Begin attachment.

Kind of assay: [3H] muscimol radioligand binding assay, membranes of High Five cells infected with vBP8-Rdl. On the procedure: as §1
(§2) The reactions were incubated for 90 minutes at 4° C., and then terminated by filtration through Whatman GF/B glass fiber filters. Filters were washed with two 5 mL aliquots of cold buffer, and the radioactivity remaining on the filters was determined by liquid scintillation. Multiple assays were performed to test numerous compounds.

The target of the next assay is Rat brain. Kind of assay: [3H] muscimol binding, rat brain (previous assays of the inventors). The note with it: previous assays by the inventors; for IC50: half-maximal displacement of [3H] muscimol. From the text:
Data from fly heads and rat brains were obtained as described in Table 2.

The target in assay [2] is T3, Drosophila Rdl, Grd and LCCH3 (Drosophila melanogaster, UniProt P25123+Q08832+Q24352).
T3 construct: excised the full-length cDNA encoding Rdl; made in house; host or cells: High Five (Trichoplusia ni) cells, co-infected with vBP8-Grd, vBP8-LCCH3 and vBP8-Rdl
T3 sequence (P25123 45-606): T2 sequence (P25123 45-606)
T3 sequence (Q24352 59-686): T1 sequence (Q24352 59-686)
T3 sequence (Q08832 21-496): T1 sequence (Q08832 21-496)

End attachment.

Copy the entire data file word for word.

Kind of assay: [3H] muscimol radioligand binding assay, membranes of High Five cells infected with vBP8-Rdl. On the procedure: as §1
(§2) The reactions were incubated for 90 minutes at 4° C., and then terminated by filtration through Whatman GF/B glass fiber filters. Filters were washed with two 5 mL aliquots of cold buffer, and the radioactivity remaining on the filters was determined by liquid scintillation. Multiple assays were performed to test numerous compounds.

The target of the next assay is Rat brain. Kind of assay: [3H] muscimol binding, rat brain (previous assays of the inventors). The note with it: previous assays by the inventors; for IC50: half-maximal displacement of [3H] muscimol. From the text:
Data from fly heads and rat brains were obtained as described in Table 2.

The target in assay [2] is T3, Drosophila Rdl, Grd and LCCH3 (Drosophila melanogaster, UniProt P25123+Q08832+Q24352).
T3 construct: excised the full-length cDNA encoding Rdl; made in house; host or cells: High Five (Trichoplusia ni) cells, co-infected with vBP8-Grd, vBP8-LCCH3 and vBP8-Rdl
T3 sequence (P25123 45-606): T2 sequence (P25123 45-606)
T3 sequence (Q24352 59-686): T1 sequence (Q24352 59-686)
T3 sequence (Q08832 21-496): T1 sequence (Q08832 21-496)